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intended for me.

' On the 24th of July I was abruptly put in a coach, and trans-
ferred to the too famous Conciergerie, of the very existence of whose
dungeons, beneath the noble halls of the Palais de Justice, many
even in Paris have not an idea. A tall and insolent turnkey, after
reading aloud my description, marshalled me along a dark passage
to my new abode. It was a long narrow slip of a place, having
at one end a window so overhung ty jalousies as to afford one a
glimpse of about a foot square of sky, and its bare walls blackened
with prisoners' names and effusions of despair. A wretched pallet,
an old table, and two buckets were its sole furniture, in the descrip-
tion of which I should not have been so particular, had it not
formed for the previous three weeks the abode of Marshal Ney.

' I shewed myself to be weaker than he, for he never complained,
while I did ; for when I found it would be impossible for me to read
more than half an hour in the day, I wrote to the prefect of police
to tell him I should soon be a dead man if they did not change
my lodgings. That evening the turnkey came to take me out to
walk in the courtyard called the Pre*au, and at nine, instead of taking
me up again to my hole, he led me to a ground-floor room, which
boasted of a fireplace, and a window looking into a smaller court,
separated from that of the women by a pretty high wall. " I could
not put you here this morning," said he, " because General Labe"-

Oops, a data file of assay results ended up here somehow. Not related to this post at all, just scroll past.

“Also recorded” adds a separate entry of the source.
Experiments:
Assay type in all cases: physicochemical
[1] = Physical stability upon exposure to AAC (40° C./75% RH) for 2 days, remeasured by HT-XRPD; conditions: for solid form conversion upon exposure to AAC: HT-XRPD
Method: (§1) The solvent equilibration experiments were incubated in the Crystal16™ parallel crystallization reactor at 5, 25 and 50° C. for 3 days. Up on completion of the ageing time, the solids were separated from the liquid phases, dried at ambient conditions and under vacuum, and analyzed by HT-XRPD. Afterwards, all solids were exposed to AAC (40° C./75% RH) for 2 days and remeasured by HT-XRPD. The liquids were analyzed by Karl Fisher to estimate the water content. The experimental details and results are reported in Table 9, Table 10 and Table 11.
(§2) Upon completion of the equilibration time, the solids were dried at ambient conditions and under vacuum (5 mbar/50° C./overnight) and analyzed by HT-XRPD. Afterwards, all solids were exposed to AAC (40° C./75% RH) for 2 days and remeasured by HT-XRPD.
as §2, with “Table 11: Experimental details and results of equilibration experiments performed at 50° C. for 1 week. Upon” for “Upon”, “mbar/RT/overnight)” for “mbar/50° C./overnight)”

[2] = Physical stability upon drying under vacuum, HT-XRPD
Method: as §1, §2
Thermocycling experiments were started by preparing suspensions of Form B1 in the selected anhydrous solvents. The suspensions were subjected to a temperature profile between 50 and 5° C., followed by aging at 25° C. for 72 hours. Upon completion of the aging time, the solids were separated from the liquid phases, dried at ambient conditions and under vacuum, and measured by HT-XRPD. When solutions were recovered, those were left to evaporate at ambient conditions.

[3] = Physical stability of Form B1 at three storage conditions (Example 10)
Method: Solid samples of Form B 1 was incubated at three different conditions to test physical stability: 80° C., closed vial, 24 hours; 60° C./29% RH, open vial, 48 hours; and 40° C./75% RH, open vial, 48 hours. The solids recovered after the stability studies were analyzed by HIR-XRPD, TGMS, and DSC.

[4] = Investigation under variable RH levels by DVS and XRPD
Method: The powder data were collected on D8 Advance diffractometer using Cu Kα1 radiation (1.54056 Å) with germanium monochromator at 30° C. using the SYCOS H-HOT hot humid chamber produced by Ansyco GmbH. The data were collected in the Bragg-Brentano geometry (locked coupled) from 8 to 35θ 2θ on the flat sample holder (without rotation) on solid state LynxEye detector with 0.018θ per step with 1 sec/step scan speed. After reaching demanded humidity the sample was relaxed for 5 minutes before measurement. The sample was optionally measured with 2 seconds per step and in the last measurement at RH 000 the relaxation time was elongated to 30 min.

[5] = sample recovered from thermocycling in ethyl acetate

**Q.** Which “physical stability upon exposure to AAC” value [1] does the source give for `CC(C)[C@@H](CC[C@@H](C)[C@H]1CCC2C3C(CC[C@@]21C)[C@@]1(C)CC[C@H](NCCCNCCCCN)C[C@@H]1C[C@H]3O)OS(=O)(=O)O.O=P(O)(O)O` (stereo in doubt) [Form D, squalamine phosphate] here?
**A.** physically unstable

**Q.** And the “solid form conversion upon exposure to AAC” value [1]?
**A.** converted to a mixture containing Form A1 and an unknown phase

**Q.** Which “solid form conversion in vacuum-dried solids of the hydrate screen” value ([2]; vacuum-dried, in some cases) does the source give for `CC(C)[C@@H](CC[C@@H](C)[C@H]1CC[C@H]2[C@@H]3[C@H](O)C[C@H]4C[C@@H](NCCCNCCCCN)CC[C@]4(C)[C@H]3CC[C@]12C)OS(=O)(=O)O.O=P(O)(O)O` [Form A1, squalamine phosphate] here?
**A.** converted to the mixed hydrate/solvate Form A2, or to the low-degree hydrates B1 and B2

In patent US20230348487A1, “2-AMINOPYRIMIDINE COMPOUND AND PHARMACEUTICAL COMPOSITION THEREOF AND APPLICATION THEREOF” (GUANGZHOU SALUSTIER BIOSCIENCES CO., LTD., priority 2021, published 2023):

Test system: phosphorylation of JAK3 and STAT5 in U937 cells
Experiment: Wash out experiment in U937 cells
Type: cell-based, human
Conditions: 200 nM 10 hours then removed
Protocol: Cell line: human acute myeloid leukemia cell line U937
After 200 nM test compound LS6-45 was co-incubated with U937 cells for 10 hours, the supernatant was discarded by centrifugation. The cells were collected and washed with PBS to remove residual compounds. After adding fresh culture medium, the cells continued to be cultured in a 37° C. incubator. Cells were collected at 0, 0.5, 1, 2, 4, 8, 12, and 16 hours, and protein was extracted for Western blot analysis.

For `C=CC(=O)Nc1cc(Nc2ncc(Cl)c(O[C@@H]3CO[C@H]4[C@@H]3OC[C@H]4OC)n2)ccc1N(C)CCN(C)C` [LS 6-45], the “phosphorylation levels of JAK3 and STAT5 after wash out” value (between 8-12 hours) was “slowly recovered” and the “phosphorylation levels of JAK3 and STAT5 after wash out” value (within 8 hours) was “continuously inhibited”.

doyere was confined next door ; but he is removed to the Abbaye.
Next day I got him to shew me the chamber, which was still
more inconvenient than that I had left, and where the poor fellow
had remained in total solitude for eight days, without books or
any other recreation, seeing even a jailer only twice in the


twenty-four hours, and deprived, by the narrowness of his cabin,
from even such exercise as pacing its length would have afforded.

' I, too, was to spend six long weeks in secret, receiving no letters
that were not first opened, nor seeing any friend except in presence
of the prison clerk. I had but sorry news of my wife, whose assur-
ances of perfect health were sadly belied by her trembling hand-
writing, and the sufferings I knew to be inseparable from her
situation of advanced pregnancy, to which she carefully abstained
from alluding. My slumbers, which these tidings were not likely
to render sounder, were broken at all hours by the vicinity to my
cell of a huge iron door, the incessant opening and shutting of
which, when the sentries were relieving, shook me in my bed, and
often made me start up in alarm ; while the cold and damp obliged
me, even at midsummer, to keep up a fire night and day.'

During this period of suspense, Lavalette seems to have been
chiefly supported under his misfortunes by reflections on the yet
greater reverses of the emperor. It was not without a degree of
melancholy satisfaction that he was permitted occasional short inter-
views at his window with Marshal Ney, who was confined in the
same prison, and on a similar charge of breaking his faith with
the Bourbons, and going over to Napoleon. Ney was cheerful under
his reverses, consoling himself, like Lavalette, with the reflection
that he had only done as his sense of duty and gratitude had
dictated. Not a little of his time he spent in playing the flute,
and when his companions in misfortune could not see him, they
knew from the notes of his flute that he was still a living man.
Of the three victims confined on a similar charge, Labe'doyere was
first tried and executed. ' Labe'doyere is gone,' said Ney to Lava-
lette at their last interview ; ' it will be your turn next, dear Lavalette,
and then mine.' This anticipation proved correct. Lavalette was
brought to trial in the course of November; but before proceeding
with his story, we may present a few details respecting the unfortu-
nate Ney.


Michel Ney was the son of a poor tradesman of Saarlouis,
on the borders of Germany, and, like Lavalette, rose to a high post